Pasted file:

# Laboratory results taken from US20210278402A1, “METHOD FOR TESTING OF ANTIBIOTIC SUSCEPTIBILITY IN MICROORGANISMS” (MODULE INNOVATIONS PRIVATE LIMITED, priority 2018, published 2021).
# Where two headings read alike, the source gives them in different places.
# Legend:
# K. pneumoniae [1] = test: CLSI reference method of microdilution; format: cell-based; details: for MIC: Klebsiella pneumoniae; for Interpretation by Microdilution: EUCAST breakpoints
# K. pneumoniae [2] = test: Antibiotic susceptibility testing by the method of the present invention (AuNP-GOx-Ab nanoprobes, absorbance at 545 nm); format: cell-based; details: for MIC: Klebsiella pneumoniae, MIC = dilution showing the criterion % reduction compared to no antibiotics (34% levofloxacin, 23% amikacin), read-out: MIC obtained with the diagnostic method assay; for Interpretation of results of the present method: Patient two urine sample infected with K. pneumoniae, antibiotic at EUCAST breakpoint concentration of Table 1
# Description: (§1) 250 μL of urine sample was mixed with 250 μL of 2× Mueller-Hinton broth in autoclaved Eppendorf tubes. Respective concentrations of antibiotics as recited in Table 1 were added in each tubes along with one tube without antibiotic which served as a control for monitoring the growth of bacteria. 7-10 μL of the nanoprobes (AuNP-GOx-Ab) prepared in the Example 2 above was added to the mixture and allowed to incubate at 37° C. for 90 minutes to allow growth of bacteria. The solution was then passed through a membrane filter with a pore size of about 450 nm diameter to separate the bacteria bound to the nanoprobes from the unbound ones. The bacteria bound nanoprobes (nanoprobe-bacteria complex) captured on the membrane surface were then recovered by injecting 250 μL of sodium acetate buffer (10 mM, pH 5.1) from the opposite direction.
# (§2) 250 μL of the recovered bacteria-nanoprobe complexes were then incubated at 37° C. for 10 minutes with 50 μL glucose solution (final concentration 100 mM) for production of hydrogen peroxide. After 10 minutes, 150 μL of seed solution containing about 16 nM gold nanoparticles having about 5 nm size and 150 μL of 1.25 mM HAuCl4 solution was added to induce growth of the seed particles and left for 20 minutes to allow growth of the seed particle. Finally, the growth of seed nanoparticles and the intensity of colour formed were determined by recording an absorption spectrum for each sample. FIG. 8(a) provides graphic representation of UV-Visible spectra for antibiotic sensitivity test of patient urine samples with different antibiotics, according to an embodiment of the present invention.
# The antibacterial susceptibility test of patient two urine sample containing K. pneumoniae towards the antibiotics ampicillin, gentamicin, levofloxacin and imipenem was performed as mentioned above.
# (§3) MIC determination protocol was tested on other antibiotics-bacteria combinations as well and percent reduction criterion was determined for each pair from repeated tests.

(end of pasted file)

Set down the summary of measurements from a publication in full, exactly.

# Laboratory results taken from US20210278402A1, “METHOD FOR TESTING OF ANTIBIOTIC SUSCEPTIBILITY IN MICROORGANISMS” (MODULE INNOVATIONS PRIVATE LIMITED, priority 2018, published 2021).
# Where two headings read alike, the source gives them in different places.
# Legend:
# K. pneumoniae [1] = test: CLSI reference method of microdilution; format: cell-based; details: for MIC: Klebsiella pneumoniae; for Interpretation by Microdilution: EUCAST breakpoints
# K. pneumoniae [2] = test: Antibiotic susceptibility testing by the method of the present invention (AuNP-GOx-Ab nanoprobes, absorbance at 545 nm); format: cell-based; details: for MIC: Klebsiella pneumoniae, MIC = dilution showing the criterion % reduction compared to no antibiotics (34% levofloxacin, 23% amikacin), read-out: MIC obtained with the diagnostic method assay; for Interpretation of results of the present method: Patient two urine sample infected with K. pneumoniae, antibiotic at EUCAST breakpoint concentration of Table 1
# Description: (§1) 250 μL of urine sample was mixed with 250 μL of 2× Mueller-Hinton broth in autoclaved Eppendorf tubes. Respective concentrations of antibiotics as recited in Table 1 were added in each tubes along with one tube without antibiotic which served as a control for monitoring the growth of bacteria. 7-10 μL of the nanoprobes (AuNP-GOx-Ab) prepared in the Example 2 above was added to the mixture and allowed to incubate at 37° C. for 90 minutes to allow growth of bacteria. The solution was then passed through a membrane filter with a pore size of about 450 nm diameter to separate the bacteria bound to the nanoprobes from the unbound ones. The bacteria bound nanoprobes (nanoprobe-bacteria complex) captured on the membrane surface were then recovered by injecting 250 μL of sodium acetate buffer (10 mM, pH 5.1) from the opposite direction.
# (§2) 250 μL of the recovered bacteria-nanoprobe complexes were then incubated at 37° C. for 10 minutes with 50 μL glucose solution (final concentration 100 mM) for production of hydrogen peroxide. After 10 minutes, 150 μL of seed solution containing about 16 nM gold nanoparticles having about 5 nm size and 150 μL of 1.25 mM HAuCl4 solution was added to induce growth of the seed particles and left for 20 minutes to allow growth of the seed particle. Finally, the growth of seed nanoparticles and the intensity of colour formed were determined by recording an absorption spectrum for each sample. FIG. 8(a) provides graphic representation of UV-Visible spectra for antibiotic sensitivity test of patient urine samples with different antibiotics, according to an embodiment of the present invention.
# The antibacterial susceptibility test of patient two urine sample containing K. pneumoniae towards the antibiotics ampicillin, gentamicin, levofloxacin and imipenem was performed as mentioned above.
# (§3) MIC determination protocol was tested on other antibiotics-bacteria combinations as well and percent reduction criterion was determined for each pair from repeated tests.